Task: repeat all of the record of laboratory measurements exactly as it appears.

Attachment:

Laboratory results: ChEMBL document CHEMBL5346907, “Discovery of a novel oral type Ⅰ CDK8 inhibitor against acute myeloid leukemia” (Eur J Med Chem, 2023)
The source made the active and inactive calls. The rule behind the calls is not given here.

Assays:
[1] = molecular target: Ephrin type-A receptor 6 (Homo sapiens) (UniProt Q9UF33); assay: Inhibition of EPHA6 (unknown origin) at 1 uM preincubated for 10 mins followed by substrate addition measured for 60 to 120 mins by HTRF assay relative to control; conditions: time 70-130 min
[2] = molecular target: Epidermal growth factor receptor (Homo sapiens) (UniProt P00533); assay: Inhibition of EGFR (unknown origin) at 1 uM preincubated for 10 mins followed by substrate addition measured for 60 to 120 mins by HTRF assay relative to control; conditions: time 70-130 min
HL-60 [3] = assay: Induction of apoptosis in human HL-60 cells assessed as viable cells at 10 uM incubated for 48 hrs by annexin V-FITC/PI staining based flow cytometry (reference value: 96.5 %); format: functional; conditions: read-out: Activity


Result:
Laboratory results: ChEMBL document CHEMBL5346907, “Discovery of a novel oral type Ⅰ CDK8 inhibitor against acute myeloid leukemia” (Eur J Med Chem, 2023)
The source made the active and inactive calls. The rule behind the calls is not given here.

Assays:
[1] = molecular target: Ephrin type-A receptor 6 (Homo sapiens) (UniProt Q9UF33); assay: Inhibition of EPHA6 (unknown origin) at 1 uM preincubated for 10 mins followed by substrate addition measured for 60 to 120 mins by HTRF assay relative to control; conditions: time 70-130 min
[2] = molecular target: Epidermal growth factor receptor (Homo sapiens) (UniProt P00533); assay: Inhibition of EGFR (unknown origin) at 1 uM preincubated for 10 mins followed by substrate addition measured for 60 to 120 mins by HTRF assay relative to control; conditions: time 70-130 min
HL-60 [3] = assay: Induction of apoptosis in human HL-60 cells assessed as viable cells at 10 uM incubated for 48 hrs by annexin V-FITC/PI staining based flow cytometry (reference value: 96.5 %); format: functional; conditions: read-out: Activity